CANADA FX DEBT-C$ firms amid broader selloff of U.S. dollar

Fri Mar 15, 2013 10:05am EDT

* C$ at C$1.0210 vs US$, or 97.94 U.S. cents
    * US$ continues broad selloff
    * U.S. manufacturing data below expectations
    * Canada existing home sales falls in February

    By Solarina Ho
    TORONTO, March 15 (Reuters) - The Canadian dollar touched
its strongest level against its U.S. counterpart in three weeks
on Friday, bolstered by a broader U.S. dollar selloff and with
the latest U.S. manufacturing data coming in below expectations.
    The greenback extended Thursday's retreat as some traders
took profits from its recent rally and as uncertainty crept in
over whether recent encouraging U.S. economic data will be
enough to prompt an early retreat from monetary easing by the
Federal Reserve. 
    It was also pressured by strong gains in sterling after the
Bank of England's governor suggested he did not want the pound
to fall any further.
    "The overwhelming driver is a retracement, a pull-back in
the U.S. dollar...On a number of fronts, the U.S. dollar made
major gains over the last month," said Adam Button, a currency
analyst at ForexLive in Montreal.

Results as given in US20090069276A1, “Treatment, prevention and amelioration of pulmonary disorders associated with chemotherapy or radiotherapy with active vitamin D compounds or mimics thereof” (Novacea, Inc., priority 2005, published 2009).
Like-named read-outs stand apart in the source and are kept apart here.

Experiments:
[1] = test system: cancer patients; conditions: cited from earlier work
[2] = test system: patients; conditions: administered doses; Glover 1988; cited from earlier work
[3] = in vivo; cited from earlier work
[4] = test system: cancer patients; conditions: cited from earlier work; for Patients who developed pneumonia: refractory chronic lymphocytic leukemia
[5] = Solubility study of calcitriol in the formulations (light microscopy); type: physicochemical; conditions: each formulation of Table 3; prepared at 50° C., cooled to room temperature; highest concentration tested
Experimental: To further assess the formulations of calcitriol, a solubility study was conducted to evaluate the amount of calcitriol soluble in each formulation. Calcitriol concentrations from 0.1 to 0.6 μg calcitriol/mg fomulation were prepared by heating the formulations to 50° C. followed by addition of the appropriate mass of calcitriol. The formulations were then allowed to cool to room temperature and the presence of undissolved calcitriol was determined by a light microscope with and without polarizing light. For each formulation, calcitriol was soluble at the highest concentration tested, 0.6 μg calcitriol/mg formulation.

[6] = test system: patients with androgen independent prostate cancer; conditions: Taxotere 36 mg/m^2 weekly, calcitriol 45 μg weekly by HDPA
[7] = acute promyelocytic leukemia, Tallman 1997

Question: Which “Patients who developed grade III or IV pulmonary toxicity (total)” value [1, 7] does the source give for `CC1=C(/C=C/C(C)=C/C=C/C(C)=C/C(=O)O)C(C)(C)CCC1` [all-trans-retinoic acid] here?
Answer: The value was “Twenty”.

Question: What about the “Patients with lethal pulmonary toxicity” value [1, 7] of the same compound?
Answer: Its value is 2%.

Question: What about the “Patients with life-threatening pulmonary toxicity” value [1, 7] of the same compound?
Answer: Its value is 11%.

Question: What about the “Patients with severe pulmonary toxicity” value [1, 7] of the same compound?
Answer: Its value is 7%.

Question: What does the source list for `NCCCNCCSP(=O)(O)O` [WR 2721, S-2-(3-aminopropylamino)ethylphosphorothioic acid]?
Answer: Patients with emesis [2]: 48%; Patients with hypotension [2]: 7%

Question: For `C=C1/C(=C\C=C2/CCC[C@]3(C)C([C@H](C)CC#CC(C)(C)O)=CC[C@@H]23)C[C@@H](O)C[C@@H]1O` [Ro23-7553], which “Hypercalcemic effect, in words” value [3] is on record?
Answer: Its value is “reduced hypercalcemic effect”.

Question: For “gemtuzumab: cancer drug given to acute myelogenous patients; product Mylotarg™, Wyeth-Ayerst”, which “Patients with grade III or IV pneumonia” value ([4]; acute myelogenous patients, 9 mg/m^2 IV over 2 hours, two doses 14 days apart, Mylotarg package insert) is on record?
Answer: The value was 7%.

He said that some long-term U.S. dollar positions were being
reduced.
    At 9:44 a.m. (1344 GMT), the Canadian dollar was
trading at C$1.0210 against the U.S. dollar, or 97.94 U.S.
cents, firmer than Thursday's North American finish of C$1.0223,
or 97.82 U.S. cents. It had touched C$1.0181, 98.22 U.S. cents,
earlier in the session.
    The loonie, as the currency is nicknamed, pared some gains
after data showed sales of existing homes in Canada fell in
February from January and year-over year sales plummeted, more
evidence that the country's once-hot housing market is slowing.
 
    "Housing is the chief risk for the Canadian dollar and the
Canadian economy and any indication of a strong move in one
direction or another, the market will be sensitive," said
Button.
    He noted, however, that Friday's data point was not a major
mover.
    "One data point isn't going to write the story."
    The currency's performance was mixed against other major
currencies. It was stronger than the Australian dollar
 after touching its weakest level in more than a year
on Thursday, and was weaker against the sterling, the
euro and the Japanese yen.
    U.S. consumer prices recorded their largest increase in
nearly four years in February as the cost of gasoline surged,
but there was little sign of a broad pickup in inflation to
trouble the Federal Reserve. 
    The New York state manufacturing sector expanded for the
second month in a row in March, though the pace of growth cooled
slightly and the index for new orders fell, data from the New
York Federal Reserve showed on Friday.
    The price of Canadian government debt was higher across the
curve, with the two-year bond up 1.5 Canadian cents
to yield 0.998 percent, while the benchmark 10-year bond
 rose 23 Canadian cents to yield 1.922 percent.
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